U.S. Army Marines Rappelling Training 2016
Soldiers, with 25th Infantry Division, conduct air assault operations onto the deck of the 8th Theater Sustainment Command's Logistical Support Vessel-2, the CW3 Harold C. Clinger, off the coast of Honolulu, Jan. 11, 2016.
(Photo by Sgt. Jon Heinrich)

The following is a release from Sgt. Jon Heinrich and the U.S. Army:

Exercising their joint capabilities, 8th Theater Sustainment Command, or TSC, mariners partnered with 25th Infantry Division’s Lightning Academy Soldiers and Heavy Marine Helicopter Squadron 463 pilots during inset and extract training off the shore of Oahu, Hawaii, Jan. 11-12.

This training included standard rappelling, Fast Rope Insertion Extraction System, or FRIES, and Special Patrol Infiltration Exfiltration System, or SPIES, aboard the deck of 8th TSC’s Logistical Support Vessel-2, CW3 Harold C. Clinger, before heading back to the island.

“This simulates a couple of things,” said Chief Warrant Officer 3 Abdelkader Hosni, the LSV-2 vessel master, 625th Transportation Detachment, 8th TSC. “We can recover a seized vessel by FRIES or come assist a crew during a disaster situation.”

“It can be used in different scenarios,” Hosni said. “Today is just a simulation of what we can do with this kind of action.”

The first day of training involved two teams of Soldiers using a CH-47 Chinook to board the vessel via rappelling and leave using the SPIES method since the helicopter was unable to land on the vessel. On the second day, the first team inset using FRIES out of a U.S. Marine Corps Sikorsky CH-53E Super Stallion, which flew from off the coast of Marine Corps Base Hawaii.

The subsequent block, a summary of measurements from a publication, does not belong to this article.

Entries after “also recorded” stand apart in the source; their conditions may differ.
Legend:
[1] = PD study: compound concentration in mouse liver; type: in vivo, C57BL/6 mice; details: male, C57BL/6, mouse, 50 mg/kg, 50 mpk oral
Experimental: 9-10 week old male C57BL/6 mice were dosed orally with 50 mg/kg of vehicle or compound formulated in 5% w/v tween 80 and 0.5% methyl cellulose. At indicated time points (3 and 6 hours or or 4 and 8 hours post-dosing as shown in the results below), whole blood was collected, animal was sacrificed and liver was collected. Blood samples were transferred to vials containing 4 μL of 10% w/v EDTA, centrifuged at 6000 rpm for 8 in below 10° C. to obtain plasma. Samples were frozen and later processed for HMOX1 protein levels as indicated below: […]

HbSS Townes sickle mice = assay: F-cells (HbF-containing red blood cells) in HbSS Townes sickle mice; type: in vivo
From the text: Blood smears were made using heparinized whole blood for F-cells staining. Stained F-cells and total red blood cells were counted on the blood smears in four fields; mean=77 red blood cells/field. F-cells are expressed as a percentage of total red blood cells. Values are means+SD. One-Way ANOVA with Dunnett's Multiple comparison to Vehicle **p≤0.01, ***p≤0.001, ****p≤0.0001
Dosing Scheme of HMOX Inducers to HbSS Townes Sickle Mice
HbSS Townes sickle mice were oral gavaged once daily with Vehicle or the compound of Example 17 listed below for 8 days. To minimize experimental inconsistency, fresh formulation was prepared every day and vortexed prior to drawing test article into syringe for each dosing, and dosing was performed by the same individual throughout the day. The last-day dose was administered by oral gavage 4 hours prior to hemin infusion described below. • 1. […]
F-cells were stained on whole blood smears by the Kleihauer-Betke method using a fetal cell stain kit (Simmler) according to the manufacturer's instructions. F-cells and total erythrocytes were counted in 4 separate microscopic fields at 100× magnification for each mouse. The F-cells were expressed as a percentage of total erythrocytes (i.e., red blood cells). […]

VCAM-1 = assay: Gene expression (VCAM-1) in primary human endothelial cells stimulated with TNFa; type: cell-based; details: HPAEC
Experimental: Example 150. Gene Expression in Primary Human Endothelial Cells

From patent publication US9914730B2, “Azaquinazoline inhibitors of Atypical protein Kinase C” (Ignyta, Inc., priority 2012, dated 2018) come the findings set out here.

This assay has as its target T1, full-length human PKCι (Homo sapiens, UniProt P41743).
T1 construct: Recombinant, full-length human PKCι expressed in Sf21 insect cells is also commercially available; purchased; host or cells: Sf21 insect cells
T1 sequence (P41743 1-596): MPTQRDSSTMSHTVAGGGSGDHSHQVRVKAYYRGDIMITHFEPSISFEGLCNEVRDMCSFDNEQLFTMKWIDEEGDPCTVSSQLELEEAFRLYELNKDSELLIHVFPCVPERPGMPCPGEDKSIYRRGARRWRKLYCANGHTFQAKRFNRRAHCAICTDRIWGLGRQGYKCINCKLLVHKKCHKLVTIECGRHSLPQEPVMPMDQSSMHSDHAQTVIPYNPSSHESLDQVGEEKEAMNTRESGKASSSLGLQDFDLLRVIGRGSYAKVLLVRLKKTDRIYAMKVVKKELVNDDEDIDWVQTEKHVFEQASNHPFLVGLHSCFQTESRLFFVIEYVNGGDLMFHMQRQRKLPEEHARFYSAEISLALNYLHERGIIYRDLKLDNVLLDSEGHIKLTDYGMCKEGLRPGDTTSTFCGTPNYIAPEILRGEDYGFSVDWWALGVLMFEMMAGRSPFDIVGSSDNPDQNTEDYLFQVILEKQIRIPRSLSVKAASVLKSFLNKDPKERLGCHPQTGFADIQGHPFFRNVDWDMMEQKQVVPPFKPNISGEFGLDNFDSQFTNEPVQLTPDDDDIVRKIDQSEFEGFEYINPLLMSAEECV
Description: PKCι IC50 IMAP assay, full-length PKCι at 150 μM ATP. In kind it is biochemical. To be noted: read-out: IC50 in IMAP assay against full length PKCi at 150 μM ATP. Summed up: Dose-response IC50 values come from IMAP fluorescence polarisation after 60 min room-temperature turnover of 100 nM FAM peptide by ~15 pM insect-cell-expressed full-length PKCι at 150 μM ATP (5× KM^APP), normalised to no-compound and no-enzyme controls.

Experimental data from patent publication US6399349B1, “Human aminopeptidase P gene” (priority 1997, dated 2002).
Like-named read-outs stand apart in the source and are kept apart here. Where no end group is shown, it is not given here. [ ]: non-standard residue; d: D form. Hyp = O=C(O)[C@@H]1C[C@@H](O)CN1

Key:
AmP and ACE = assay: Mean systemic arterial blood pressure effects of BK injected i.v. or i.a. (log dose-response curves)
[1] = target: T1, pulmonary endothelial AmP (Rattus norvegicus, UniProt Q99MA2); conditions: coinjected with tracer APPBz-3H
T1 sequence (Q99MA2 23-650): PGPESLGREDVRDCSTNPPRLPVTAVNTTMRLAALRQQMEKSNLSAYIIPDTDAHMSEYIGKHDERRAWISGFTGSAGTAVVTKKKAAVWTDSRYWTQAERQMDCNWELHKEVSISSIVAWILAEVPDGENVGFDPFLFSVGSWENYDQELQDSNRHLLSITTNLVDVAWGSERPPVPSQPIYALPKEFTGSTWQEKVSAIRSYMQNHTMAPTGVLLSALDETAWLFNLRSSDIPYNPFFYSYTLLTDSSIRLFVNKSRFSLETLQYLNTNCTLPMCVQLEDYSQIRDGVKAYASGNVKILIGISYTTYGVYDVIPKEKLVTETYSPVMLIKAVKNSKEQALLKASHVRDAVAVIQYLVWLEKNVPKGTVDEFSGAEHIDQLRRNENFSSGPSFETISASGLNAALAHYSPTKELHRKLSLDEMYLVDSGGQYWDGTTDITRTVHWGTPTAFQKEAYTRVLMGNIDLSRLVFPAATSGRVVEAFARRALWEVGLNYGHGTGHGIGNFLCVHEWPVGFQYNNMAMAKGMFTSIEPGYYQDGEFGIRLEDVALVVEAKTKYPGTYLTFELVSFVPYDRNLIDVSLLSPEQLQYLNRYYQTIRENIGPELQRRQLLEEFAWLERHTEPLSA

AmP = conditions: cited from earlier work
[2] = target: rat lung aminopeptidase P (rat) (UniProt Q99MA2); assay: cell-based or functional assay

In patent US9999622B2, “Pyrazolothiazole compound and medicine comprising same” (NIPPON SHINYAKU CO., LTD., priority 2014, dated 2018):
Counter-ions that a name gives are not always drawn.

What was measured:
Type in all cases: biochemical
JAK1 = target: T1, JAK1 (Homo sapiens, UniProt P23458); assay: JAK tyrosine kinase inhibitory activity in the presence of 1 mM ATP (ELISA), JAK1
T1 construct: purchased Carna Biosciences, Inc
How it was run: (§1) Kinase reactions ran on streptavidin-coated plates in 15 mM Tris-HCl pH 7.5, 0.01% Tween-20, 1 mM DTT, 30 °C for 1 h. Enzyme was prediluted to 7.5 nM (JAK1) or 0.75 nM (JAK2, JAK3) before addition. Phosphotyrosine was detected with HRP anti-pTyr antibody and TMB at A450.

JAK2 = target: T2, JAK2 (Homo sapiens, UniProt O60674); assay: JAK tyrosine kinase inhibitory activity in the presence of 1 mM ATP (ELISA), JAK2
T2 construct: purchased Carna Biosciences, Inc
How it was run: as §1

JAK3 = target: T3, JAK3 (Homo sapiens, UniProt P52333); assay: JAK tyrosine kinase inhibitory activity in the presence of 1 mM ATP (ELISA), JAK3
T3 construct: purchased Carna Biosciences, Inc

The fast rope method involves service members sliding down a heavy rope with their hands and feet; rappelling allows Soldiers to use a harness and thinner rope to steady themselves and control their speed, but takes much longer.

Hosni stated this kind of training benefits both the boat crew and the air assault school.

“In addition to doing our core competencies and transporting cargo throughout the Pacific in missions, like Pathways or interisland – where we support Army units and other sister-services – today we’re doing something unique and different, where we’re going to do some helo ops with the Lightning Academy and U.S. Marine Corps,” Hosni said.

“We support units to train on their competencies, and we train on our competencies as well,” Hosni added.

Due to their location in the Pacific region, many operations require more than one service to accomplish their missions, Hosni added.

“In the Pacific, and in the Army in general, we are enforcing and we are big advocates of joint operations,” Hosni said. “Joint operations is now and is the future, so working with the Marine Corps is just adding that piece to the puzzle and making sure we have interoperability amongst the services.”

The LSV is a unique, self-sustaining vessel with a shallow draft enabling it to dock at almost any shore, giving it maneuverability and accessibility to disaster areas for humanitarian relief and humanitarian assistance.

“By doing this training we were able to coordinate with Lightning Academy, and they offered to lift some of our guys over land and do SPIES with them,” Hosni said. “That’s great for these young Soldiers to see another aspect of the Army.”

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